And they were all thankful for the help offered at the shelter. And they all had a story to share.
Lesson #6: Listen.
I was welcomed to eat with them. I didn’t, at first, but eventually took them up on it. The volunteers shared stories. Some were previously recipients of the shelter’s services. Some were homeless. Some had homes, but nothing else, and came for food. And the more I listened, the more they shared what I now know to be normal people who once led what we know as normal lives who got lost in their situations that brought them to this place, to teach me these lessons they learned themselves that would take much longer to truly sink in.
Lesson #7: Be kind.
I think of that situation often, from my own mistakes, to the kindness of the security guard and the kindness of the shelter volunteers and the people who frequented that location. And I’m grateful for all of it, because many of the lessons I learned immediately while others took a bit longer to take hold. But it changed my life and my outlook on people and their situations, and especially on judgement.
And I’ve learned that I don’t need to please anyone else with the methods of my giving, and it’s my decision to make. I learned that in giving, I always get something in return regardless. Friendships, knowledge, love, satisfaction, smiles, hugs, lessons…. it’s something I found I loved doing, but started not wanting anything back anymore. No credits, no debts, no worries.
Sometimes I gifted money, but more often it was time, or food, or things we could part with or gifts that we’d find that just suited a person so well. It just felt good to do it. I still had a hard time accepting things from others, though, and would respond with statements that it was too much, or that I didn’t have anything to give back, or that they shouldn’t have.
And in doing so I truly was ungrateful. Someone went out of their way to do something kind for me, and I didn’t want it, because I didn’t have something to give back, which made me feel bad. And I couldn’t get the comments about being selfish or what I knew about having a debt to pay out of my head. But what about the other person?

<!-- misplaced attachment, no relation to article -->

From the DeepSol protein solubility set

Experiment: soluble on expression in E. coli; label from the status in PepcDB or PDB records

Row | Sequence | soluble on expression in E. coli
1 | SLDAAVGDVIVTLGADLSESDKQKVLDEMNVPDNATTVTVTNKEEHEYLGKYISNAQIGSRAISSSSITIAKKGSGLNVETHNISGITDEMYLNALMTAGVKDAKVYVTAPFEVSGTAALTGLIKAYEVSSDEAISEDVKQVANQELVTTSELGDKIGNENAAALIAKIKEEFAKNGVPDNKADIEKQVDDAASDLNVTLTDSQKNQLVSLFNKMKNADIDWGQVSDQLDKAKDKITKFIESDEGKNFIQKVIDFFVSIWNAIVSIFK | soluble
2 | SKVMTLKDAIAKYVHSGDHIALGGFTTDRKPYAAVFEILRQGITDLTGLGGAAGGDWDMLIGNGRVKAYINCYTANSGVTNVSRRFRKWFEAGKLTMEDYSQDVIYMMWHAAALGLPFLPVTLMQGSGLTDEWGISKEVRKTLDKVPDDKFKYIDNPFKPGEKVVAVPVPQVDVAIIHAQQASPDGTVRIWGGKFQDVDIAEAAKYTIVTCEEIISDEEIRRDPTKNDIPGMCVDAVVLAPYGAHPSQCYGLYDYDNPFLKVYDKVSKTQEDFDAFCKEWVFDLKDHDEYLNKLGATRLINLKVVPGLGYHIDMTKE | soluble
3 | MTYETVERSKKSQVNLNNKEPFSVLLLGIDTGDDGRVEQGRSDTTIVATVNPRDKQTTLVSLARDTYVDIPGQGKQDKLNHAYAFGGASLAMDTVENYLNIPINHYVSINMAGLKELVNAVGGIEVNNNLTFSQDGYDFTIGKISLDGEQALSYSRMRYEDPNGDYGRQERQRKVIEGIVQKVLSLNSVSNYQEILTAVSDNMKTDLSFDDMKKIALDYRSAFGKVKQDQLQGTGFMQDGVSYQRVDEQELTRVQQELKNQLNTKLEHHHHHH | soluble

In reversed roles, I’d feel bad if a gift was given back to me, because I’d see it as a sign that they didn’t like or appreciate the gift, or perhaps some other hidden reason that I didn’t understand regarding our relationship. So in refusing gifts, was I causing harm to my relationships? Probably. I started practicing gratitude, and accepting what people offered, how it was offered, with sincere appreciation. The hardest of those gifts to overcome have been compliments. But I’m working on it. It’ll be a lifelong practice that I’ll never perfect, I’m sure.
The best I, or anyone, can do is to be better.
Since it’s just my husband and I, we frequently buy each other gifts randomly throughout the year, as well as things for others as we see them and feel it’s something that person would truly love. When it comes to traditional gift giving at Christmas and birthdays, we’ve stopped following tradition altogether. It was just too much. We don’t give or expect Christmas or birthday gifts at all anymore. We’ve been called grinches at Christmas, and we’ve been given slightly dirty looks, but we decided to do what was best for us. Christmas used to cause us both alot of stress, and it wasn’t fun. We realized that this was not the spirit of gift giving, and we have no regrets for making this change. Due to work schedules and time off around the holiday season, it usually also caused much financial distress ontop of the expectations, which has been alleviated. We’ve learned to truly simplify the holidays and only do those things we are able without reaching a point of exhaustion, and the time spent with friends and family mean so much more to both of us now than they ever have. We can be truly grateful and loving instead of stressed and excited for the season to be over.
We gift as we’re able and as we’re thinking about people specifically. We make gifts, as well, for those who enjoy the handcrafted wares. We used to both volunteer quite a bit, but as that has declined we’ve donated monetary gifts to different organizations, events and people who need it, instead.
This year, things have changed, and we haven’t been able to gift much at all.
Asking for help is not something I’m well practiced at… but that’s changing, too.